Epimanikia are liturgical vestments of the Eastern Orthodox Church and Eastern Catholic Churches. They are cuffs made of thickened fabric, usually brocade, that lace onto the wrists of a bishop, there is usually a cross embroidered or appliquéd to the center. Bishops and priests attach the epimanikia to the sleeves of the sticharion, among stricter Russian Orthodox clergy a bishop or priest will wear the epimanikia any time he wears the epitrachelion. Deacons always wear the epimanikia whenever they vest, in the Armenian Orthodox usage, the epimanikia is called baspan. It is like the garments worn in Byzantine tradition, the Syriac zende are similar to the epimanikia, but extend to cover the entire forearm. They are roughly analogous to the used in the Western Christianity
Russian Orthodox Church
The Russian Orthodox Church, alternatively legally known as the Moscow Patriarchate, is one of the autocephalous Eastern Orthodox churches, in full communion with other Eastern Orthodox patriarchates. The Primate of the ROC is the Patriarch of Moscow and all Rus and it exercises ecclesiastical jurisdiction over the autonomous Church of Japan and the Orthodox Christians resident in the Peoples Republic of China. The ROC branches in Belarus, Latvia and Ukraine since the 1990s enjoy various degrees of self-government, in Ukraine, ROC has tensions with schismatic groups supported by the current government, while it enjoys the position of numerically dominant religious organisation. The ROC should not be confused with the Russian Orthodox Church Outside Russia, headquartered in New York, New York, the two Churches reconciled on May 17,2007, the ROCOR is now a self-governing part of the Russian Orthodox Church. According to one of the legends, Andrew reached the location of Kiev. The spot where he erected a cross is now marked by St.
Andrews Cathedral. By the end of the first millennium AD, eastern Slavic lands started to come under the influence of the Eastern Roman Empire. There is evidence that the first Christian bishop was sent to Novgorod from Constantinople either by Patriarch Photius or Patriarch Ignatios, by the mid-10th century, there was already a Christian community among Kievan nobility, under the leadership of Byzantine Greek priests, although paganism remained the dominant religion. Princess Olga of Kiev was the first ruler of Kievan Rus′ to convert to Christianity and her grandson, Vladimir of Kiev, made Rus officially a Christian state. The Kievan church was a metropolitanate of the Patriarchate of Constantinople and the Ecumenical patriarch appointed the metropolitan, who usually was a Greek. The Metropolitans residence was located in Kiev itself, the capital of the medieval Rus state. Following the tribulations of the Mongol invasion, the Russian Church was pivotal in the survival, despite the politically motivated murders of Mikhail of Chernigov and Mikhail of Tver, the Mongols were generally tolerant and even granted tax exemption to the Church.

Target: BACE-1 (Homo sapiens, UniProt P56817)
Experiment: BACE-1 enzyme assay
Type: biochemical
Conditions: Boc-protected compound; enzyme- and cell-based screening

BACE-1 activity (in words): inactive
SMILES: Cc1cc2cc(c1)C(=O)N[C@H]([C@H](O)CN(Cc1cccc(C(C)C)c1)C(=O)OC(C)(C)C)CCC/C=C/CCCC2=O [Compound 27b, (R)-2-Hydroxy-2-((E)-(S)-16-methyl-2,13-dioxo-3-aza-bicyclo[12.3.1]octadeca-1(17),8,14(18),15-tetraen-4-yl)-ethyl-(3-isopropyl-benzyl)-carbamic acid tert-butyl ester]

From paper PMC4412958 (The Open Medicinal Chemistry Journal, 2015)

Such holy figures as Sergius of Radonezh and Metropolitan Alexis helped the country to withstand years of Tatar oppression, the Trinity monastery founded by Sergius of Radonezh became the setting for the flourishing of spiritual art, exemplified by the work of Andrey Rublev, among others. The followers of Sergius founded four hundred monasteries, thus extending the geographical extent of the Grand Duchy of Moscow. However, the Moscow Prince Vasili II rejected the act of the Council of Florence brought to Moscow by Isidore in March 1441, Isidore was in the same year removed from his position as an apostate and expelled from Moscow. The Russian metropolitanate remained effectively vacant for the few years due largely to the dominance of Uniates in Constantinople then. In December 1448, Jonas, a Russian bishop, was installed by the Council of Russian bishops in Moscow as Metropolitan of Kiev and All Russia without the consent from Constantinople. Subsequently, there developed a theory in Moscow that saw Moscow as the Third Rome, the successor to Constantinople
Alexander Ilyich Dutov, one of the leaders of the Cossack counterrevolution in the Urals, Lieutenant General. Dutov was born in Kazalinsk in Syr-Darya Oblast and he graduated from Nikolayev cavalry School, and Nikolayev Engineering Institute, now Military engineering-technical university, and General Staff Academy. He was Assistant Commander of the Cossack regiment during World War I, in November, Dutov raised a revolt against the Soviet authorities in Orenburg. In June 1918, Dutov with the help of the Czech Legion organized a struggle for complete termination of the Soviet authority in the Urals and he was in charge of the Detached Orenburg Army in Aleksandr Kolchaks army. In 1919 he tried to convince General Grigory Semyonov to join him as a force to fight the Red Army. Semyonov refused despite a significant diplomatic effort from Governor Vasile Balabanov claiming he was only since the provisional government in St Petersburg collapsed in the revolution. In 1920 General Dutov helped a number of Russian leaders including Vasile Balabanov, after his armys defeat by Red Army, Dutov escaped to China, where he was assassinated in Suiding by a Bolshevik agent Мahmud Khadzhamirov in February 1921